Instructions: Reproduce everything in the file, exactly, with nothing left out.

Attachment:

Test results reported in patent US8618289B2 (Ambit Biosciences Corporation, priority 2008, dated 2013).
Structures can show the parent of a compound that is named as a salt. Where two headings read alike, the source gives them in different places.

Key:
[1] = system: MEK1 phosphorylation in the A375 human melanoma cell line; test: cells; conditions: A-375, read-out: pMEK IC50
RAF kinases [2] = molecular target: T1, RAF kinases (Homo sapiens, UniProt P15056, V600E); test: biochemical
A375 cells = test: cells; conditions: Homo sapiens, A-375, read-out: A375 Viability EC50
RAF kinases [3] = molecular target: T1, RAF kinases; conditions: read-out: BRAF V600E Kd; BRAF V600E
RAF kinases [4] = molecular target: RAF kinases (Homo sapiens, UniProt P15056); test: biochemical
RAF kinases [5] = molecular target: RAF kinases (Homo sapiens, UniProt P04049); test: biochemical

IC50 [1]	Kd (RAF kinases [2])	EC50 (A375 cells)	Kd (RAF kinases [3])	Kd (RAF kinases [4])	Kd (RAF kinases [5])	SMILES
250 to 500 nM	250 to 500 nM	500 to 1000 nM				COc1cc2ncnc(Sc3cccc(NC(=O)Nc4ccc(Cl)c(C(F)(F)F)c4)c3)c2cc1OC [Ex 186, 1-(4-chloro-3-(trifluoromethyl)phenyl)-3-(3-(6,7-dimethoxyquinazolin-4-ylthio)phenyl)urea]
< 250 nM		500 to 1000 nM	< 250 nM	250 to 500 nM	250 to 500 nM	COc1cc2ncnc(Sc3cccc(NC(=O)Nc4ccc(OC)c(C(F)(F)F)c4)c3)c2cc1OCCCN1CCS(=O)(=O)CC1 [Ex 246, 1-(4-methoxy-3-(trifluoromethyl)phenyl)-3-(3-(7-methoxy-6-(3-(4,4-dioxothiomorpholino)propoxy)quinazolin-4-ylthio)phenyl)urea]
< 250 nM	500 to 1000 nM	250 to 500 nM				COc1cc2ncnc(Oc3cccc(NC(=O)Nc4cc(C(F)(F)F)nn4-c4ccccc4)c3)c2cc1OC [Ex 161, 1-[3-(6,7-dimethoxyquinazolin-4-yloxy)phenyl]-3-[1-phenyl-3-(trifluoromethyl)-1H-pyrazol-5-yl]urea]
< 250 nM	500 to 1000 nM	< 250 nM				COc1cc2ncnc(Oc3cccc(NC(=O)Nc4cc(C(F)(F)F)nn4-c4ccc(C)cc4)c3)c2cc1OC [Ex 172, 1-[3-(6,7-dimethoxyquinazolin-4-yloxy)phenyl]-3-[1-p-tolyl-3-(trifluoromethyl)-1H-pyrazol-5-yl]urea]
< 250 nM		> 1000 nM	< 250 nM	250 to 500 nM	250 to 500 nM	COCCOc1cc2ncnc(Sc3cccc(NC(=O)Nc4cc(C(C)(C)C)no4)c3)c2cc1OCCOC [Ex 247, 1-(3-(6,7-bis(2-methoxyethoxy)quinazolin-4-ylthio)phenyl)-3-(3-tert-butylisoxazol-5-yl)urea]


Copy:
Test results reported in patent US8618289B2 (Ambit Biosciences Corporation, priority 2008, dated 2013).
Structures can show the parent of a compound that is named as a salt. Where two headings read alike, the source gives them in different places.

Key:
[1] = system: MEK1 phosphorylation in the A375 human melanoma cell line; test: cells; conditions: A-375, read-out: pMEK IC50
RAF kinases [2] = molecular target: T1, RAF kinases (Homo sapiens, UniProt P15056, V600E); test: biochemical
A375 cells = test: cells; conditions: Homo sapiens, A-375, read-out: A375 Viability EC50
RAF kinases [3] = molecular target: T1, RAF kinases; conditions: read-out: BRAF V600E Kd; BRAF V600E
RAF kinases [4] = molecular target: RAF kinases (Homo sapiens, UniProt P15056); test: biochemical
RAF kinases [5] = molecular target: RAF kinases (Homo sapiens, UniProt P04049); test: biochemical

IC50 [1]	Kd (RAF kinases [2])	EC50 (A375 cells)	Kd (RAF kinases [3])	Kd (RAF kinases [4])	Kd (RAF kinases [5])	SMILES
250 to 500 nM	250 to 500 nM	500 to 1000 nM				COc1cc2ncnc(Sc3cccc(NC(=O)Nc4ccc(Cl)c(C(F)(F)F)c4)c3)c2cc1OC [Ex 186, 1-(4-chloro-3-(trifluoromethyl)phenyl)-3-(3-(6,7-dimethoxyquinazolin-4-ylthio)phenyl)urea]
< 250 nM		500 to 1000 nM	< 250 nM	250 to 500 nM	250 to 500 nM	COc1cc2ncnc(Sc3cccc(NC(=O)Nc4ccc(OC)c(C(F)(F)F)c4)c3)c2cc1OCCCN1CCS(=O)(=O)CC1 [Ex 246, 1-(4-methoxy-3-(trifluoromethyl)phenyl)-3-(3-(7-methoxy-6-(3-(4,4-dioxothiomorpholino)propoxy)quinazolin-4-ylthio)phenyl)urea]
< 250 nM	500 to 1000 nM	250 to 500 nM				COc1cc2ncnc(Oc3cccc(NC(=O)Nc4cc(C(F)(F)F)nn4-c4ccccc4)c3)c2cc1OC [Ex 161, 1-[3-(6,7-dimethoxyquinazolin-4-yloxy)phenyl]-3-[1-phenyl-3-(trifluoromethyl)-1H-pyrazol-5-yl]urea]
< 250 nM	500 to 1000 nM	< 250 nM				COc1cc2ncnc(Oc3cccc(NC(=O)Nc4cc(C(F)(F)F)nn4-c4ccc(C)cc4)c3)c2cc1OC [Ex 172, 1-[3-(6,7-dimethoxyquinazolin-4-yloxy)phenyl]-3-[1-p-tolyl-3-(trifluoromethyl)-1H-pyrazol-5-yl]urea]
< 250 nM		> 1000 nM	< 250 nM	250 to 500 nM	250 to 500 nM	COCCOc1cc2ncnc(Sc3cccc(NC(=O)Nc4cc(C(C)(C)C)no4)c3)c2cc1OCCOC [Ex 247, 1-(3-(6,7-bis(2-methoxyethoxy)quinazolin-4-ylthio)phenyl)-3-(3-tert-butylisoxazol-5-yl)urea]